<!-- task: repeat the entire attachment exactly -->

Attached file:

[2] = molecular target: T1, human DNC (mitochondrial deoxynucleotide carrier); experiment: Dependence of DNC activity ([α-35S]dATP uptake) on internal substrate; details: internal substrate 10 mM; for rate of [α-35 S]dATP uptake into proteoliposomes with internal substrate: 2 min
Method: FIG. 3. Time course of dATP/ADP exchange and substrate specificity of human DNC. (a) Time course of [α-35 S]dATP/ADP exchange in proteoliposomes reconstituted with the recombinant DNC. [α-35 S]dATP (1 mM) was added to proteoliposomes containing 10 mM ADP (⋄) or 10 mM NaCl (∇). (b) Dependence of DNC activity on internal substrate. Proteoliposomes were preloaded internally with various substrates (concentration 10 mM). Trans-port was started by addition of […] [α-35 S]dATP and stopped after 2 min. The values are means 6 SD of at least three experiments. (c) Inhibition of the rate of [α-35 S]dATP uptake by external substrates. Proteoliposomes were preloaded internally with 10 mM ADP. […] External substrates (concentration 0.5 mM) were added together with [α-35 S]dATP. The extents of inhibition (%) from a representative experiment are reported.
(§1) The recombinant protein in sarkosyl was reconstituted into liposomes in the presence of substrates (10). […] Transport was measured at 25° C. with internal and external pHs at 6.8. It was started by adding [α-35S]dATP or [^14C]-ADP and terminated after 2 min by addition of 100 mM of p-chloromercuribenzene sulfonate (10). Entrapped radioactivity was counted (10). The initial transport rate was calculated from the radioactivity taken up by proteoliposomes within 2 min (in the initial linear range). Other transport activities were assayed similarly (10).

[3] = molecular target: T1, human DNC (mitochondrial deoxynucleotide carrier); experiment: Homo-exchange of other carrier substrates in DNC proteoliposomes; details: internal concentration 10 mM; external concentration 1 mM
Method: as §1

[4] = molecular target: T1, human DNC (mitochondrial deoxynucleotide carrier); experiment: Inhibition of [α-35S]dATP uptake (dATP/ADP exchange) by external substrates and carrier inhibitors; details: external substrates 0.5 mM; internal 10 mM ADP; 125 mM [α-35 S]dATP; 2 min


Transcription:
[2] = molecular target: T1, human DNC (mitochondrial deoxynucleotide carrier); experiment: Dependence of DNC activity ([α-35S]dATP uptake) on internal substrate; details: internal substrate 10 mM; for rate of [α-35 S]dATP uptake into proteoliposomes with internal substrate: 2 min
Method: FIG. 3. Time course of dATP/ADP exchange and substrate specificity of human DNC. (a) Time course of [α-35 S]dATP/ADP exchange in proteoliposomes reconstituted with the recombinant DNC. [α-35 S]dATP (1 mM) was added to proteoliposomes containing 10 mM ADP (⋄) or 10 mM NaCl (∇). (b) Dependence of DNC activity on internal substrate. Proteoliposomes were preloaded internally with various substrates (concentration 10 mM). Trans-port was started by addition of […] [α-35 S]dATP and stopped after 2 min. The values are means 6 SD of at least three experiments. (c) Inhibition of the rate of [α-35 S]dATP uptake by external substrates. Proteoliposomes were preloaded internally with 10 mM ADP. […] External substrates (concentration 0.5 mM) were added together with [α-35 S]dATP. The extents of inhibition (%) from a representative experiment are reported.
(§1) The recombinant protein in sarkosyl was reconstituted into liposomes in the presence of substrates (10). […] Transport was measured at 25° C. with internal and external pHs at 6.8. It was started by adding [α-35S]dATP or [^14C]-ADP and terminated after 2 min by addition of 100 mM of p-chloromercuribenzene sulfonate (10). Entrapped radioactivity was counted (10). The initial transport rate was calculated from the radioactivity taken up by proteoliposomes within 2 min (in the initial linear range). Other transport activities were assayed similarly (10).

[3] = molecular target: T1, human DNC (mitochondrial deoxynucleotide carrier); experiment: Homo-exchange of other carrier substrates in DNC proteoliposomes; details: internal concentration 10 mM; external concentration 1 mM
Method: as §1

[4] = molecular target: T1, human DNC (mitochondrial deoxynucleotide carrier); experiment: Inhibition of [α-35S]dATP uptake (dATP/ADP exchange) by external substrates and carrier inhibitors; details: external substrates 0.5 mM; internal 10 mM ADP; 125 mM [α-35 S]dATP; 2 min